The year end associate public bonus announcements demonstrate a lack of a grasp to reality.  Surely, rewarding those who have contributed to a firm’s year end success, whatever that may be, is certainly commendable.  But, fixed amount bonuses make no economic sense.  Munificently rewarding those who are simply still breathing at year end and survived the scythe of layoffs and crowing about that grandiosity publicly also shows an indifference to client concerns that “lawyers are making too much money,” a sentiment we now know widely exists among clients.  Such bonus awards, if appropriate, should be granted privately during personal year end reviews. Associates should be told during year end reviews why he or she received or did not receive a bonus. It defies credulity that each surviving associate at each level of seniority performed and contributed equally to the firm’s year end results is simply absurd.  No firm would reward partners an equal bonus, based only on seniority.  Rewarding associates in this public fashion not only makes no sense but serves to throw more sand in client’s eyes. No other business awards annual bonuses and salary increases by simply taking an employee’s pulse, measuring continued brain wave activity and simple confirmation of continued life at year end.

Rewarding additional bonuses based on yearend total hours billed is plainly pernicious. Dr. Atul Gawande, the renowned surgeon, MacArthur Fellow and New Yorker journalist has poignantly pointed out that paying physicians on a simple fee for services basis only provides economic inducements for physicians to order and provide more services, needed or not and certainly does not provide better medical care or better medical results. Compensating associates (and indeed law firms as a whole), based on hours billed breeds only more hours, not better results. When the economic risk is passed on to the law firm, as sea changing alternative billing arrangements require ( ), closer scrutiny of hours billed by the firm will be the only economic result; improved or enhanced legal services will not necessarily be achieved.  The firm will more carefully consider whether a particular item of research is really needed, whether a deposition of a particular witness is really necessary.  Clients now really understand this; firms too often just don’t get it.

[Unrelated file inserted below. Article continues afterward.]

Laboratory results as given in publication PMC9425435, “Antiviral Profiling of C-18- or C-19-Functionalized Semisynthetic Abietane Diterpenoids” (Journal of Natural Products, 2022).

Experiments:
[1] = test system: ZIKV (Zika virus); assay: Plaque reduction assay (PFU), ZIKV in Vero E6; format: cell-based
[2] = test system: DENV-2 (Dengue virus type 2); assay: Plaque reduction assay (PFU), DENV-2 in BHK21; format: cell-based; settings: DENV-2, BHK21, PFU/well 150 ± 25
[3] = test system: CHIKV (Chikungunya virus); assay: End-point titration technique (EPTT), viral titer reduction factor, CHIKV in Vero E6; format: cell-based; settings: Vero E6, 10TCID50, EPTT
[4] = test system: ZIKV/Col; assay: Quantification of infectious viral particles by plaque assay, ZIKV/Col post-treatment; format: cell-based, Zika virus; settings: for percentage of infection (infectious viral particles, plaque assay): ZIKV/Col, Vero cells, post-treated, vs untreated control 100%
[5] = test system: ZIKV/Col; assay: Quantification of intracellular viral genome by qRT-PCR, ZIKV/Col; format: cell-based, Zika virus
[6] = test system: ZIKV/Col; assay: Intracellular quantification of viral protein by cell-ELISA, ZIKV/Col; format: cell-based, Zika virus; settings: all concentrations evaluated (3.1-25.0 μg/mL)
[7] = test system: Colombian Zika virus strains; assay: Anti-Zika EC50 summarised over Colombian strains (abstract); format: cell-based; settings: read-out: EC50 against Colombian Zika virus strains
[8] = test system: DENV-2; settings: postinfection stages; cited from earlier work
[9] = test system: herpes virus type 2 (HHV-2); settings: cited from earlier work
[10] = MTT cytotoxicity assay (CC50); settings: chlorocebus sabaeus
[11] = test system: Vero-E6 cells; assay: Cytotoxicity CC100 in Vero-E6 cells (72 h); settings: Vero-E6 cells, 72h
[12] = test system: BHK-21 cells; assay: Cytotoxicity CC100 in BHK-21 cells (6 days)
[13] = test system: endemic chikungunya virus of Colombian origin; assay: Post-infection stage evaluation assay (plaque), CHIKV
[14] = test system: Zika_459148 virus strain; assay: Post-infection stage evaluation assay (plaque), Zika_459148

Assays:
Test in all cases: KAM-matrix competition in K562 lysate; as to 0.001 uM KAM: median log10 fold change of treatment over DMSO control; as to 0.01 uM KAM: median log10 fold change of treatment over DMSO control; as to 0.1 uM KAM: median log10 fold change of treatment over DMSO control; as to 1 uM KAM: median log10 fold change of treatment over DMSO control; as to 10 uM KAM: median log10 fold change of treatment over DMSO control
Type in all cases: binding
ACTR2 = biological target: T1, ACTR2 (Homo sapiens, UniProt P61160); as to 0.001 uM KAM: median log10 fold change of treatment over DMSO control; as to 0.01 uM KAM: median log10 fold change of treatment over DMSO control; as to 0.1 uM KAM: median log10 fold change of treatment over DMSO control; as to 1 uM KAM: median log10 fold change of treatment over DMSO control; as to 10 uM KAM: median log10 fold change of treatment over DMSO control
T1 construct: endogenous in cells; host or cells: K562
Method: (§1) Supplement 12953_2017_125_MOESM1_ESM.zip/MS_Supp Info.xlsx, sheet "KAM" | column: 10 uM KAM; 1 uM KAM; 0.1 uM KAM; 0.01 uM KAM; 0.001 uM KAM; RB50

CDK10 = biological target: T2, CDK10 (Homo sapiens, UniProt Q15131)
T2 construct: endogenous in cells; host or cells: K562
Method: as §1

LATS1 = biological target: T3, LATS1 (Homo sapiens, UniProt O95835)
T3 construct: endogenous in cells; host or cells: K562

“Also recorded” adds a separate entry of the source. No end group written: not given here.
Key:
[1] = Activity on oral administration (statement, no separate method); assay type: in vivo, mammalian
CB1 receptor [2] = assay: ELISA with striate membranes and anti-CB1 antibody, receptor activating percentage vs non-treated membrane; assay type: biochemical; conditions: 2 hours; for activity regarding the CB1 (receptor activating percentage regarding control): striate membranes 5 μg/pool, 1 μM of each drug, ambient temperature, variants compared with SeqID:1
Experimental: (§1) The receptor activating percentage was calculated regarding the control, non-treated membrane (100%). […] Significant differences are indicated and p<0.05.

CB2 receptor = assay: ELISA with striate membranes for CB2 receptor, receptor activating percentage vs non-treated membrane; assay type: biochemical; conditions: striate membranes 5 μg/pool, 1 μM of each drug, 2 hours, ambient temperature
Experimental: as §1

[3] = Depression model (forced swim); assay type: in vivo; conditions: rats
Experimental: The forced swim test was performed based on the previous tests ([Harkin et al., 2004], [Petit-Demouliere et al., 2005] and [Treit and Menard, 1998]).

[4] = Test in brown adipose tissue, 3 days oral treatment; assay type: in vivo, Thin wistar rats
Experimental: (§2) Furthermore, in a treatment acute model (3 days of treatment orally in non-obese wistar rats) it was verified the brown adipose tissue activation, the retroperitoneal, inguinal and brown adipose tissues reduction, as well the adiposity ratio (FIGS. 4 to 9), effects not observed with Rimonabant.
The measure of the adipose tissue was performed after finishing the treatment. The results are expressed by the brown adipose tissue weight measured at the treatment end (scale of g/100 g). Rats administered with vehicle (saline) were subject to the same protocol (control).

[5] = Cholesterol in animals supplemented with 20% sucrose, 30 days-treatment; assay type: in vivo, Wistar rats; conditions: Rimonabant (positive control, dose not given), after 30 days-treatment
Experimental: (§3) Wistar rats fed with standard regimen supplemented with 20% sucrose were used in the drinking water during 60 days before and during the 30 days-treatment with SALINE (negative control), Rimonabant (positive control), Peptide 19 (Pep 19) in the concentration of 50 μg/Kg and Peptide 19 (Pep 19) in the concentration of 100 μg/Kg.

And, let’s say openly what we have been afraid to say publicly for a generation or more:  When you base associate compensation on hours billed or bonuses on reaching higher plateaus, you simply encourage cheating at worst and exaggeration at best. A reading of is instructive.   If the associate is performing well and he or she is not billing sufficient hours, it is the firm, not the associate who is at fault. It is the firm’s obligation, not the associate’s obligation, to fill his or her plate, with due consideration to the performance of the associate.  Our deep and dark dirty little secret is that compensation and bonuses based on hours billed breeds a culture of dishonesty.

While statistics sometimes make the eyes glaze over, it is significant to quickly review some significant raw data about young associates and future recruiting: The recent publicly acknowledged round of layoffs of associates in 2009 at AmLaw 200 firms alone numbered in excess of 5,000.  That number does not include so called “stealth layoffs,” that is, lawyers who were let go because of accelerated or routine annual reviews, for which the “bar” was set higher. That number does not include layoffs for firms of 100 or more lawyers, not members of the hallowed AmLaw 200.   Nor does that number include partners or counsel who were let go; greater discretion and judgment kept these partners from wagging their tale of woe to the nearest blog. All told, we believe that approximately 27,000 lawyers are now unemployed who previously worked at firms of 100 or more lawyers.